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An Occupational Works Supervisor takes a leadership role on site, supervising and directing operations on a construction project to make sure it is completed safely, on time and within budget.


Average salaries are in the region of £27,000.00 to £45,000.00. Salaries will vary depending on location / employer

Career Profile

An Occupational Works Supervisor takes a leadership role on site, supervising and directing operations on a construction project to make sure it is completed safely, on time and within budget.

What they do

Occupational Works Supervisors have responsibility for the supervision of the whole workplace on smaller sites.On larger sites, they may be responsible for a particular section or group of workers and report to a senior supervisor.

The role will involve leading by example when supervising the health, safety and welfare of workers. developing and maintaining good working relationships, as well as coordinating and organising work operations.

Typical tasks include:

  • Planning work to ensure the availability of plant, labour and materials
  • Allocating and monitoring the use of plant and equipment
  • Monitoring progress against the works programme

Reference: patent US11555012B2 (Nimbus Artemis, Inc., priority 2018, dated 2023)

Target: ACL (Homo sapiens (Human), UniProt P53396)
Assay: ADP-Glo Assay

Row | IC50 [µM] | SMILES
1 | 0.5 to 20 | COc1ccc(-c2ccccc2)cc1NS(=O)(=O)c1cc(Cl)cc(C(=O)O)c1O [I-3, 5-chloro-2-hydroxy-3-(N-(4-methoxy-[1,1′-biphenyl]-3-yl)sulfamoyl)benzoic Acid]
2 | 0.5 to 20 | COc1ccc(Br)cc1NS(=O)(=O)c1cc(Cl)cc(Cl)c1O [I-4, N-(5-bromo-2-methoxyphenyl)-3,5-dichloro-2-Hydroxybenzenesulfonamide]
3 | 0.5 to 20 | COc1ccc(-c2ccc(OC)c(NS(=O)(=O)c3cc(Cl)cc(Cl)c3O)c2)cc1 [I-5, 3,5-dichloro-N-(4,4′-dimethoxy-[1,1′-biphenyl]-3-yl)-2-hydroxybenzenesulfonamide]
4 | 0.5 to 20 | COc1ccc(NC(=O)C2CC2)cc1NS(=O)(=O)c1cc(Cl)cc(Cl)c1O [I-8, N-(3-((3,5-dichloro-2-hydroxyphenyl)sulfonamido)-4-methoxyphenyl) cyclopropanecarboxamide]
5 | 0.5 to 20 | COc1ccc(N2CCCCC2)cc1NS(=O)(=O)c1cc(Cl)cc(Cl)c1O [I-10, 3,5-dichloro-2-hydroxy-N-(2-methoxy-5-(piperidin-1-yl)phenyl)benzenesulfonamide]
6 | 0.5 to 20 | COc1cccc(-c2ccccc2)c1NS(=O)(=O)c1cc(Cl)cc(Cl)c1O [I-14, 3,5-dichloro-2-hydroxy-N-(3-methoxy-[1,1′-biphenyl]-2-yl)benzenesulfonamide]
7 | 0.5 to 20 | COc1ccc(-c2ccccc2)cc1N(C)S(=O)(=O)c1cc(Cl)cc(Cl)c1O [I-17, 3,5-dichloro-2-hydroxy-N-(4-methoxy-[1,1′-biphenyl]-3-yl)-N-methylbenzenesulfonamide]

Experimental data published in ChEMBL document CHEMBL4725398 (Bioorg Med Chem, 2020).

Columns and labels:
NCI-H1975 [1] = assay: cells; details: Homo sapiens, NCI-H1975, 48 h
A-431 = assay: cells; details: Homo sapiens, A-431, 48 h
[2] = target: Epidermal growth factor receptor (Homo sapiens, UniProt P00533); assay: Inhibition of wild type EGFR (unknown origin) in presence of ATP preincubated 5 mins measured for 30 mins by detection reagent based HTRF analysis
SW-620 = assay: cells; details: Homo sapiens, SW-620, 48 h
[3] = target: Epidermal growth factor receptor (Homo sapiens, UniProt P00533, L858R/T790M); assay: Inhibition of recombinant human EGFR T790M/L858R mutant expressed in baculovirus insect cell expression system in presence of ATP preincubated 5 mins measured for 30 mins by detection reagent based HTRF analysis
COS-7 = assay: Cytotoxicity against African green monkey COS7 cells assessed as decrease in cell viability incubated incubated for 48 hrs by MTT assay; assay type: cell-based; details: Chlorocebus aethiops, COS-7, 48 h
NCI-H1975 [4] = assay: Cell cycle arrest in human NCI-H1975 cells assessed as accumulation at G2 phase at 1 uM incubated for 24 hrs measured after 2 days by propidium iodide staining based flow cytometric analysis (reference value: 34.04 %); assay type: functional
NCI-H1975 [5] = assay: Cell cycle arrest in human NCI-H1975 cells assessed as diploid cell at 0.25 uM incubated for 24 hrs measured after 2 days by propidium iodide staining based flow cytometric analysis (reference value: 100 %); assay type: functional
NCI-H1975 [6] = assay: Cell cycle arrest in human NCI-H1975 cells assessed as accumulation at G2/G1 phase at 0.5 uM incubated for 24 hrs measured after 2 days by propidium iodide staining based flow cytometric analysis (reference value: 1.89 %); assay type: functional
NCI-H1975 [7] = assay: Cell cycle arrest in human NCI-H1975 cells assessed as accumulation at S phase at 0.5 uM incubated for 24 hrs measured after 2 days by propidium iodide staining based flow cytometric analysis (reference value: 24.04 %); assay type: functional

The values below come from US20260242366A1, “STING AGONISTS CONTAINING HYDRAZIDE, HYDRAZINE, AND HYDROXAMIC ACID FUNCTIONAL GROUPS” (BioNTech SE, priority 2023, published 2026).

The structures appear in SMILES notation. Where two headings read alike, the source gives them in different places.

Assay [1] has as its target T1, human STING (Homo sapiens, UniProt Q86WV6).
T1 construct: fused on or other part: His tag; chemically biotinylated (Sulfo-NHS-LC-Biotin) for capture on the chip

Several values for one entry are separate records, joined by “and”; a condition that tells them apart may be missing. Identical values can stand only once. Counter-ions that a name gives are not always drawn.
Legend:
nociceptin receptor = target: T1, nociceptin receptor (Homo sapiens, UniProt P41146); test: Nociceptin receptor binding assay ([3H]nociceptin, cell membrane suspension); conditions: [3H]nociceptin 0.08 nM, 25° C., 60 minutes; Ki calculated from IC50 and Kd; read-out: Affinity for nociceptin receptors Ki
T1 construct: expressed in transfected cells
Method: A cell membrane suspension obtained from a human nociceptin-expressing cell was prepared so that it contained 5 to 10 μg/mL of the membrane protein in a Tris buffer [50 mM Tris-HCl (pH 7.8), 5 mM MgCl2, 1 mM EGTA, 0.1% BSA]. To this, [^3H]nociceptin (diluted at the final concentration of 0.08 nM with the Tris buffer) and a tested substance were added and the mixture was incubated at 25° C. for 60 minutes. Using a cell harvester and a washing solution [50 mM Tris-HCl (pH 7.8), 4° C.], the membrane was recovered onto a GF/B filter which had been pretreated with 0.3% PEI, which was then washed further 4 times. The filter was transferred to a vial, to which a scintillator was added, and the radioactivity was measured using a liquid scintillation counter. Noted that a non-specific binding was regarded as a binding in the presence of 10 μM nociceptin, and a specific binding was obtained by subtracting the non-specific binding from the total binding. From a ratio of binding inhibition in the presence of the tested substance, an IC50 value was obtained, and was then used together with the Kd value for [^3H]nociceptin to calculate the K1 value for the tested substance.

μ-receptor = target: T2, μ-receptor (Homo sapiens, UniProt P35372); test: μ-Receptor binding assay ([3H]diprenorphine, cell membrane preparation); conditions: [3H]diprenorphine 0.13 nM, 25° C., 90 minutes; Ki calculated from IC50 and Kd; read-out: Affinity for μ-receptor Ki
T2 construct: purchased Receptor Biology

• Working closely with the site workforce once building is underway
  • Monitoring costs and checking quality
  • Making sure the work meets legal requirements and Building Regulations

Hours & Salary

  • Newly trained occupational works supervisors can earn in the region of £23,000 and £27,000 per year
  • Trained with experience occupational works supervisors can earn in the region of £27,000 and £45,000
  • Senior occupational works supervisors can earn in excess of £70,000 a year

Salaries typically range depending on location and level of responsibility.

Most roles involve a 40 hour week. Some overtime may be required to meet project deadlines, and could include some evening or weekend work.


 

Explore all the different construction industry jobs available with our Roles In Construction Animation